• You are probably aware from previous experience that most readers of this column access it via your website. It is called (direct)/(none) because we are still determining the user’s exact origin.
  • In this instance, he arrived from our email newsletter, but Google Analytics does not correctly credit it. You can remedy this by learning how to track UTM in Google Analytics.

Testing Your UTMs

  • Okay, let’s try this again. We should start by clearing our cookies. To do this, open your browser’s settings menu and select “Clear browsing data.”
  • We will return shortly to our regularly scheduled Real-Time reporting. Just select Traffic Sources. In this case, we can observe that there has been a new pageview.
  • This time, though, it was produced by the Medium email and the Source Gmail accounts.

How UTMs Get Added To Your Traffic

We must revisit the recently accessed page and observe the browser's loaded URL to see the change.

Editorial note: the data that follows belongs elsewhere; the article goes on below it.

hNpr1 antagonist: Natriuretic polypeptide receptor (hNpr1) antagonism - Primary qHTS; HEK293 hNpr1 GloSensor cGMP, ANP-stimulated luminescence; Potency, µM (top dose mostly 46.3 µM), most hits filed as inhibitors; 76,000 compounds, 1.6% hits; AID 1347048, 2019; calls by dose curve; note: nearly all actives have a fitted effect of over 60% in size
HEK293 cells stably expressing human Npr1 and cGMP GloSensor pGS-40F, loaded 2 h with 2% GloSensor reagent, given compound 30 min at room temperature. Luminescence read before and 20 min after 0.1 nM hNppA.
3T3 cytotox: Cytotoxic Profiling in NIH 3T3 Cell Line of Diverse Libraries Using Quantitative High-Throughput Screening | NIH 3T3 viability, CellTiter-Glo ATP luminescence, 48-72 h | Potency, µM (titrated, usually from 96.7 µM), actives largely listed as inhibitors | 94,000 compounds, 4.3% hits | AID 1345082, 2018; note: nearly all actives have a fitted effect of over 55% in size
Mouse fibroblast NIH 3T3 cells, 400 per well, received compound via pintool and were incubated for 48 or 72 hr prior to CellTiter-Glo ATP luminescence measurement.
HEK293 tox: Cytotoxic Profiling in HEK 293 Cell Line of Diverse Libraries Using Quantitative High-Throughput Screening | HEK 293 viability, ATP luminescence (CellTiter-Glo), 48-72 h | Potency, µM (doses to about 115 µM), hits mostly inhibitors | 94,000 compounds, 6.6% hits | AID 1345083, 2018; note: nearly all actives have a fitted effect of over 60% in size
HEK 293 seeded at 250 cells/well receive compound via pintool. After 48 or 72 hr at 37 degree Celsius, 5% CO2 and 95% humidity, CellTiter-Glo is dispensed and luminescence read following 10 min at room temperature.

• The first connection is quite obvious. Also, the back end of the link is completely barren.
  • To continue, the second link's URL is a bit convoluted. In this case, the only real change is at the URL's tail end.

Both pages are identical except for the last portion of the URL. This raises the question: what exactly is this tail?

You have probably noticed that some websites' URLs include a question mark after them. They can interact with the server and have the material updated periodically. Nonetheless, we maintain the same information throughout. This is because Google Analytics recognizes and responds to certain patterns in the parameters appended to the end of the URL. A query string refers to the entire end of the string. Key-value pairs in the query string represent parameters.

Understand How Decipher URL Query Strings Is Crucial
  • So, let's examine the query strings of the URLs more closely. The UTM source argument, for starters, is set to Gmail. Please take note of the & symbol separating the parameters.
  • The second input, the UTM medium, is typically an email address. Finally, we have set the newsletter as the value for the UTM campaign property.
  • These factors, such as Source, Medium, and Campaign, are added as key-value pairs, with Gmail, email, and newsletter serving as examples of values.
The Function Of UTM Parameters